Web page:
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New Charges in PennDOT Scandal

Wednesday, August 6, 2014

More items for Program/Project Management

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Two more contractors for the Pennsylvania Department of Transportation have been indicted in a continuing state investigation into "massive and widespread theft, fraud, corruption, and money laundering" in PennDOT's Philadelphia region.

The new defendants, a maintenance contractor and a contracted PennDOT inspector, are accused of conspiring in the theft of more than $3.6 million in public funds.

Another PennDOT contracted inspector was indicted in the same case in April.

Thanh Nguyen Robert Slamon
PA Attorney General's Office

"This contractor, already being paid millions of dollars, stole millions more from Pennsylvania taxpayersand found a state inspector whom he could bribe to help him do so," Attorney General Kathleen Kane said of Thanh Nguyen (left) and Robert Slamon, respectively.

Additional arrests are expected, authorities say.

New Charges

Charged and arraigned Thursday (July 31) were:

  • Thanh Nguyen, 62, of King of Prussia, PA, whose companies have received $26 million in contracts for PennDOT maintenance since 2009; and
  • Robert Slamon, 54, of Shillington, PA, most recently a PennDOT consultant inspector for Czop Specter in Norristown, PA.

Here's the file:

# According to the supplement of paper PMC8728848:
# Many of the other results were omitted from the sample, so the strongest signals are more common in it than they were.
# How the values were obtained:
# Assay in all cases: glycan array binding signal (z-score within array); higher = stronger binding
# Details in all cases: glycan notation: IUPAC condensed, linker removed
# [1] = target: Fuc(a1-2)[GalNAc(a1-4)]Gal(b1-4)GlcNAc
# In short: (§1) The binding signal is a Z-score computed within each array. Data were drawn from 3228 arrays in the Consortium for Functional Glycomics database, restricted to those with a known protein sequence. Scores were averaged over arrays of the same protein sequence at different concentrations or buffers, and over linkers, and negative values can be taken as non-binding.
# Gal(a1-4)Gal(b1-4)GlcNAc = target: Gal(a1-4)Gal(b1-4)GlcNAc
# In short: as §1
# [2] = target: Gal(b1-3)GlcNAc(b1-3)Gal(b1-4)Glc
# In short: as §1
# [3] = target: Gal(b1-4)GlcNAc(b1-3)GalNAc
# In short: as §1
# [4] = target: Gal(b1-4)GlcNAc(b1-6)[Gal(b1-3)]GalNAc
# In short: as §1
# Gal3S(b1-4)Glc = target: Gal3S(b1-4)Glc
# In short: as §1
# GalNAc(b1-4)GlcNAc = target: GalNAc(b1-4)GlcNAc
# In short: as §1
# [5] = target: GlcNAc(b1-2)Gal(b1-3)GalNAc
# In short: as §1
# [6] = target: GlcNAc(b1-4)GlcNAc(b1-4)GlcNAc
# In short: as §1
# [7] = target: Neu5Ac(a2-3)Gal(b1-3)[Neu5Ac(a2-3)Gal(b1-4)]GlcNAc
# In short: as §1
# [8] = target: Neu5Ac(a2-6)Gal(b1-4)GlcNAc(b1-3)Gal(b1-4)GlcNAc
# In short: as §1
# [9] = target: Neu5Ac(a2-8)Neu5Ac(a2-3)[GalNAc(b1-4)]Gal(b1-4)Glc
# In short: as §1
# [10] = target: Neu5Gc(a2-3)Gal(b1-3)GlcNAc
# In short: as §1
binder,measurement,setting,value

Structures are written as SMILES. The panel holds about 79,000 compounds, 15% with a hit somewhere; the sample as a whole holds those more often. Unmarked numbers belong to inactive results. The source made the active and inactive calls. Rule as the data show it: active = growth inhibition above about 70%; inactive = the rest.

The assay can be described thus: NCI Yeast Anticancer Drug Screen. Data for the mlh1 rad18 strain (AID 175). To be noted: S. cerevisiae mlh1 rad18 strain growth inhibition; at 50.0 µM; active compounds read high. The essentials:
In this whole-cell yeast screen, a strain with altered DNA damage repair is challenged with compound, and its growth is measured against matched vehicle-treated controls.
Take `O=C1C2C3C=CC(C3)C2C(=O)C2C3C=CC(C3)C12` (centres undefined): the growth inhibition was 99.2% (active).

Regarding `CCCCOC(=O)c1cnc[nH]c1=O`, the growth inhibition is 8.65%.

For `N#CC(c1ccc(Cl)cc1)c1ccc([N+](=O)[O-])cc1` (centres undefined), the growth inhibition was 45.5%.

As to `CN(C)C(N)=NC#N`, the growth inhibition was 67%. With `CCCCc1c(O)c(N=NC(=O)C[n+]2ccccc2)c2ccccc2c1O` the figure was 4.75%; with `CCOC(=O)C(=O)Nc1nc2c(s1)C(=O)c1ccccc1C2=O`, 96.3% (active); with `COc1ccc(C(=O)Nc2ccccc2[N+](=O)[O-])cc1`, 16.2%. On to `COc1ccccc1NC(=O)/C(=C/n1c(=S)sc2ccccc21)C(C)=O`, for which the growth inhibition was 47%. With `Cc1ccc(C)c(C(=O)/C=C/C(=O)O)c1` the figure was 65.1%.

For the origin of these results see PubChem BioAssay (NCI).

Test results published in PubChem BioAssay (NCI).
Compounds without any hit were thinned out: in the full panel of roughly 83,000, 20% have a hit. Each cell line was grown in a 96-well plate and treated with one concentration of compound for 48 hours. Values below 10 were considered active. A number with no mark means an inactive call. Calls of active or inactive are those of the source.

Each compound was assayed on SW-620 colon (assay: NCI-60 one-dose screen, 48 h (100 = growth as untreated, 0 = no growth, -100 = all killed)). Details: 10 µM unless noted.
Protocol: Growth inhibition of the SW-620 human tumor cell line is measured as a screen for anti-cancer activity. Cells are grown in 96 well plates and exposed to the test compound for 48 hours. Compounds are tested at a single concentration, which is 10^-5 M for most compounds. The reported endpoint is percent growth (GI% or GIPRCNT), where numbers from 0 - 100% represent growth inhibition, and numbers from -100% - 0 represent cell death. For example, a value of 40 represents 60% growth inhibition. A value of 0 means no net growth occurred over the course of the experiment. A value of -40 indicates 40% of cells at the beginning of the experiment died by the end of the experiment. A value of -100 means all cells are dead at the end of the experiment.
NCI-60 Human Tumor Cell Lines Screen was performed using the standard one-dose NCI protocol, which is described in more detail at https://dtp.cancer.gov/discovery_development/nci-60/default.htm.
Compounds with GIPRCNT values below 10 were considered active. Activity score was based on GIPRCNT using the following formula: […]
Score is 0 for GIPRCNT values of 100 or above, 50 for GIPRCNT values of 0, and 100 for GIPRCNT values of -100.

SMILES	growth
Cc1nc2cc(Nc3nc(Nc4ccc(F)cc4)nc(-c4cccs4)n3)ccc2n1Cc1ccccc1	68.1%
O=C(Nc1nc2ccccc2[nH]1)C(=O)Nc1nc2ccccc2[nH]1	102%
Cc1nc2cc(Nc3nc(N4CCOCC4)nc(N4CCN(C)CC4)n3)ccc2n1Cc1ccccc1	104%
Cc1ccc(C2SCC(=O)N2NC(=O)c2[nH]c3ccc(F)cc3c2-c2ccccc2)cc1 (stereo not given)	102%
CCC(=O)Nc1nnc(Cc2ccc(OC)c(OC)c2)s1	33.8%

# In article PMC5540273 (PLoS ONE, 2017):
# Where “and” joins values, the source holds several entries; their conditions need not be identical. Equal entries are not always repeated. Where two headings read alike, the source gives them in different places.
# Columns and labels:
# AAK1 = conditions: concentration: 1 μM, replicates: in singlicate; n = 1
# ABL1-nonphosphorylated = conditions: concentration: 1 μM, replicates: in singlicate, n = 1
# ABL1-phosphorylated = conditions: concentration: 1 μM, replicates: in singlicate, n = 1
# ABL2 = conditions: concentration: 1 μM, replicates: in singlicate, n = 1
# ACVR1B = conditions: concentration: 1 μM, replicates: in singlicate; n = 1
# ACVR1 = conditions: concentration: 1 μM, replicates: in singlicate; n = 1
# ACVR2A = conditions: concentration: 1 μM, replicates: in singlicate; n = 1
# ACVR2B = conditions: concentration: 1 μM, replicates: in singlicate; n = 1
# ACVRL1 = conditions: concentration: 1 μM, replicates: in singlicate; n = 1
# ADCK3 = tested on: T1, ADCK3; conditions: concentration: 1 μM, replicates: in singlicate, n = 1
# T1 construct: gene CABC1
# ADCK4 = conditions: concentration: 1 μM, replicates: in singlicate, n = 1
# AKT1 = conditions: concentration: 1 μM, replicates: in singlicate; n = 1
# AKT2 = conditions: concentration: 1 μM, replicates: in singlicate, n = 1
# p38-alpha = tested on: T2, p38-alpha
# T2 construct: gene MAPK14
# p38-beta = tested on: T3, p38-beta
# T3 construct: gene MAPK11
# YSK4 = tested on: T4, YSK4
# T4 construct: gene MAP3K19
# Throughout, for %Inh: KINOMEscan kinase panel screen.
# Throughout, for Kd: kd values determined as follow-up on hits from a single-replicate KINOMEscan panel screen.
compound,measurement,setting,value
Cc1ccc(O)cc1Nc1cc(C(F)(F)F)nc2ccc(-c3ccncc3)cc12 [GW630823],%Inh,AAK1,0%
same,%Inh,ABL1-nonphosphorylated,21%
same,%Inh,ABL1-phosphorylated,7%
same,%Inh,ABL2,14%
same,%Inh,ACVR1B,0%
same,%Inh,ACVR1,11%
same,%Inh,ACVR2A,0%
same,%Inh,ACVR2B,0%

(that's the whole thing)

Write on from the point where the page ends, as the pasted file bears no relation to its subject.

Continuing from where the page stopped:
"The grand jury determined that this contractor, already being paid millions of dollars, stole millions more from Pennsylvania taxpayersand found a state inspector whom he could bribe to help him do so," state Attorney General Kathleen Kane said of Nguyen in announcing the charges.

"As a result, work was not done and the safety of drivers in five southeastern Pennsylvania counties was put at risk."

Maintenance Contracts

According to Kane's office, Nguyen owns V-Tech Services Inc. (V-Tech) and Utility Line Clearance Inc. (ULC). The two companies held a series of road, tunnel and bridge maintenance contracts with PennDOT's District 6, which covers Philadelphia and four surrounding counties.

Since 2009, the AG said, V-Tech has received more than $15.7 million in District 6 contracts; ULC had more than $10.3 million in contracts. The contracted services included graffiti removal, herbicide spraying, litter cleanup, mowing, landscaping, tree removal and other road, tunnel and bridge maintenance.

PennDOT Road Work
PennDOT

A PennDOT contractor and contracted inspector are accused of conspiring to overbill millions of dollars in maintenance work.

The state's investigation showed at least $3.6 million in billing fraud through the contracts, including:

  • $1.1 million billed and paid for Philadelphia graffiti removal and street sweeping contracts where work was not done;
  • $1.5 million billed and paid for herbicide chemicals never bought or used for roadside spraying contracts for all five counties in PennDOT's District 6; and
  • $660,000 from double billing on herbicide contracts.

Nguyen's companies also received a total of $27 million in contracts with the Philadelphia region's SEPTA transit agency since 2001, The Philadelphia Inquirer reported. All but two maintenance contracts have been completed, and the final two, totaling $2.6 million, are being terminated, a SEPTA spokeswoman told The Inquirer last week.

Money Laundering

Authorities also say Nguyen inflated work hours and work crews in his billing. He also is accused of laundering money from PennDOT contracts by directing that company checks—including some as large as $50,000be written in the name of employees, who were then ordered to cash the checks and deliver the money to him.

V-Tech Raid
V-Tech Raid
Fox29